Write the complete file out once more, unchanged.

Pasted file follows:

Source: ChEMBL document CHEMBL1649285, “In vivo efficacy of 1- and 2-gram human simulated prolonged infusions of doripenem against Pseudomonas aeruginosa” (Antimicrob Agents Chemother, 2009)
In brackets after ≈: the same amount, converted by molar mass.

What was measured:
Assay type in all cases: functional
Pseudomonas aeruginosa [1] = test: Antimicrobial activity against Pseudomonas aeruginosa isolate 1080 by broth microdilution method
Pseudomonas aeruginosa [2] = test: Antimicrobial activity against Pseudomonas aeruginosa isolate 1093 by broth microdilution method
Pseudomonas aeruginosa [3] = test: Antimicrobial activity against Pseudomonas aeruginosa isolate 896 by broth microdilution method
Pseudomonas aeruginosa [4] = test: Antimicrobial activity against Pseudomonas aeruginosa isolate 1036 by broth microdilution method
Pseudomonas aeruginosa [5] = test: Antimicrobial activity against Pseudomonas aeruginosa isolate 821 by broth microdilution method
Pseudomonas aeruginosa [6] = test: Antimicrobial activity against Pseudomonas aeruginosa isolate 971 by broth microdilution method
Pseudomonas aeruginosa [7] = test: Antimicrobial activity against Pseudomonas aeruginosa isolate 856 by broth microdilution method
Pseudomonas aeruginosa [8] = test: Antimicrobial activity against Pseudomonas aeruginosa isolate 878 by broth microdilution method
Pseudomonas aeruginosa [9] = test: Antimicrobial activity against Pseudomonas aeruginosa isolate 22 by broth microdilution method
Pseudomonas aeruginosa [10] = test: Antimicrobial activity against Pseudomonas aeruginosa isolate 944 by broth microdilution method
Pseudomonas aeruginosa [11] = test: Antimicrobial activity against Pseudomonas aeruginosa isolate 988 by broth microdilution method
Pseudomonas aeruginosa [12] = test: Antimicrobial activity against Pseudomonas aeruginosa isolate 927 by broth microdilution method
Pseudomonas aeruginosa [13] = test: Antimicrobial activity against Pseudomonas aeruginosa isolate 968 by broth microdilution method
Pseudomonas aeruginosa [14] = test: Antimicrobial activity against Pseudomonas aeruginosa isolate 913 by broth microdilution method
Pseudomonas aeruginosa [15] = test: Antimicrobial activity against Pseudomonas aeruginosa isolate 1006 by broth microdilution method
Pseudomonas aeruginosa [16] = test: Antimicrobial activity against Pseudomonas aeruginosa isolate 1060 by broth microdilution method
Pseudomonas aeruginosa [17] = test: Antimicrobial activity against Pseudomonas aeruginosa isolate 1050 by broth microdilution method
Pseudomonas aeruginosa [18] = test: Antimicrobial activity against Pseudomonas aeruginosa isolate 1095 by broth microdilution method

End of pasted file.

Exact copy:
Source: ChEMBL document CHEMBL1649285, “In vivo efficacy of 1- and 2-gram human simulated prolonged infusions of doripenem against Pseudomonas aeruginosa” (Antimicrob Agents Chemother, 2009)
In brackets after ≈: the same amount, converted by molar mass.

What was measured:
Assay type in all cases: functional
Pseudomonas aeruginosa [1] = test: Antimicrobial activity against Pseudomonas aeruginosa isolate 1080 by broth microdilution method
Pseudomonas aeruginosa [2] = test: Antimicrobial activity against Pseudomonas aeruginosa isolate 1093 by broth microdilution method
Pseudomonas aeruginosa [3] = test: Antimicrobial activity against Pseudomonas aeruginosa isolate 896 by broth microdilution method
Pseudomonas aeruginosa [4] = test: Antimicrobial activity against Pseudomonas aeruginosa isolate 1036 by broth microdilution method
Pseudomonas aeruginosa [5] = test: Antimicrobial activity against Pseudomonas aeruginosa isolate 821 by broth microdilution method
Pseudomonas aeruginosa [6] = test: Antimicrobial activity against Pseudomonas aeruginosa isolate 971 by broth microdilution method
Pseudomonas aeruginosa [7] = test: Antimicrobial activity against Pseudomonas aeruginosa isolate 856 by broth microdilution method
Pseudomonas aeruginosa [8] = test: Antimicrobial activity against Pseudomonas aeruginosa isolate 878 by broth microdilution method
Pseudomonas aeruginosa [9] = test: Antimicrobial activity against Pseudomonas aeruginosa isolate 22 by broth microdilution method
Pseudomonas aeruginosa [10] = test: Antimicrobial activity against Pseudomonas aeruginosa isolate 944 by broth microdilution method
Pseudomonas aeruginosa [11] = test: Antimicrobial activity against Pseudomonas aeruginosa isolate 988 by broth microdilution method
Pseudomonas aeruginosa [12] = test: Antimicrobial activity against Pseudomonas aeruginosa isolate 927 by broth microdilution method
Pseudomonas aeruginosa [13] = test: Antimicrobial activity against Pseudomonas aeruginosa isolate 968 by broth microdilution method
Pseudomonas aeruginosa [14] = test: Antimicrobial activity against Pseudomonas aeruginosa isolate 913 by broth microdilution method
Pseudomonas aeruginosa [15] = test: Antimicrobial activity against Pseudomonas aeruginosa isolate 1006 by broth microdilution method
Pseudomonas aeruginosa [16] = test: Antimicrobial activity against Pseudomonas aeruginosa isolate 1060 by broth microdilution method
Pseudomonas aeruginosa [17] = test: Antimicrobial activity against Pseudomonas aeruginosa isolate 1050 by broth microdilution method
Pseudomonas aeruginosa [18] = test: Antimicrobial activity against Pseudomonas aeruginosa isolate 1095 by broth microdilution method